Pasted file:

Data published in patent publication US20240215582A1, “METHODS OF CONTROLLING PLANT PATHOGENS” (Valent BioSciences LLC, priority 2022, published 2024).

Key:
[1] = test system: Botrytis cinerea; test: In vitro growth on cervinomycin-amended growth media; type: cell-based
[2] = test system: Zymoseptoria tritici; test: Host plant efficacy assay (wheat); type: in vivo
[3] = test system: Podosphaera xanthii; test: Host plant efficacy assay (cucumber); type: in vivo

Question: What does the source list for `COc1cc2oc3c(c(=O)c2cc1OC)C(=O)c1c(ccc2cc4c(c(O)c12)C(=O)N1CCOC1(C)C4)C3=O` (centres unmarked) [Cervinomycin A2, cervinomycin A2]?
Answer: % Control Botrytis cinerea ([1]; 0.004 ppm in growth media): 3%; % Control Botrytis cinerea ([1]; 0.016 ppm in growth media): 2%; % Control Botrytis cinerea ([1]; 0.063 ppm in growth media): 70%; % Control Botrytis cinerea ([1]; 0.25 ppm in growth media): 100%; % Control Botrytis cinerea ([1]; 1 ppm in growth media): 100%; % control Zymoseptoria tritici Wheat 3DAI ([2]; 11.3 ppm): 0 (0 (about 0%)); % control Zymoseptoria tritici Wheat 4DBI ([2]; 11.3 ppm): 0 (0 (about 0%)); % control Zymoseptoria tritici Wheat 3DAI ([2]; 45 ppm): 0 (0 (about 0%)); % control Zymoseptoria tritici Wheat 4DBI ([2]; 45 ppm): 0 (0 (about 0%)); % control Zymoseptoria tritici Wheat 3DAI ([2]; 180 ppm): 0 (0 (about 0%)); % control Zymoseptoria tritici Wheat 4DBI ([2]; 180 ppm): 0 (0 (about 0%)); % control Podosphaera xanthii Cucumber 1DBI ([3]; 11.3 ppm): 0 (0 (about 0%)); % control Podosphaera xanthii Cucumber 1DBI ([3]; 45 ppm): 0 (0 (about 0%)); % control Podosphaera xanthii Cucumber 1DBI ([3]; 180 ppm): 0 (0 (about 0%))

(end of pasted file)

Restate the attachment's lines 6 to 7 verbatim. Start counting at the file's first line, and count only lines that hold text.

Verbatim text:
Question: What does the source list for `COc1cc2oc3c(c(=O)c2cc1OC)C(=O)c1c(ccc2cc4c(c(O)c12)C(=O)N1CCOC1(C)C4)C3=O` (centres unmarked) [Cervinomycin A2, cervinomycin A2]?
Answer: % Control Botrytis cinerea ([1]; 0.004 ppm in growth media): 3%; % Control Botrytis cinerea ([1]; 0.016 ppm in growth media): 2%; % Control Botrytis cinerea ([1]; 0.063 ppm in growth media): 70%; % Control Botrytis cinerea ([1]; 0.25 ppm in growth media): 100%; % Control Botrytis cinerea ([1]; 1 ppm in growth media): 100%; % control Zymoseptoria tritici Wheat 3DAI ([2]; 11.3 ppm): 0 (0 (about 0%)); % control Zymoseptoria tritici Wheat 4DBI ([2]; 11.3 ppm): 0 (0 (about 0%)); % control Zymoseptoria tritici Wheat 3DAI ([2]; 45 ppm): 0 (0 (about 0%)); % control Zymoseptoria tritici Wheat 4DBI ([2]; 45 ppm): 0 (0 (about 0%)); % control Zymoseptoria tritici Wheat 3DAI ([2]; 180 ppm): 0 (0 (about 0%)); % control Zymoseptoria tritici Wheat 4DBI ([2]; 180 ppm): 0 (0 (about 0%)); % control Podosphaera xanthii Cucumber 1DBI ([3]; 11.3 ppm): 0 (0 (about 0%)); % control Podosphaera xanthii Cucumber 1DBI ([3]; 45 ppm): 0 (0 (about 0%)); % control Podosphaera xanthii Cucumber 1DBI ([3]; 180 ppm): 0 (0 (about 0%))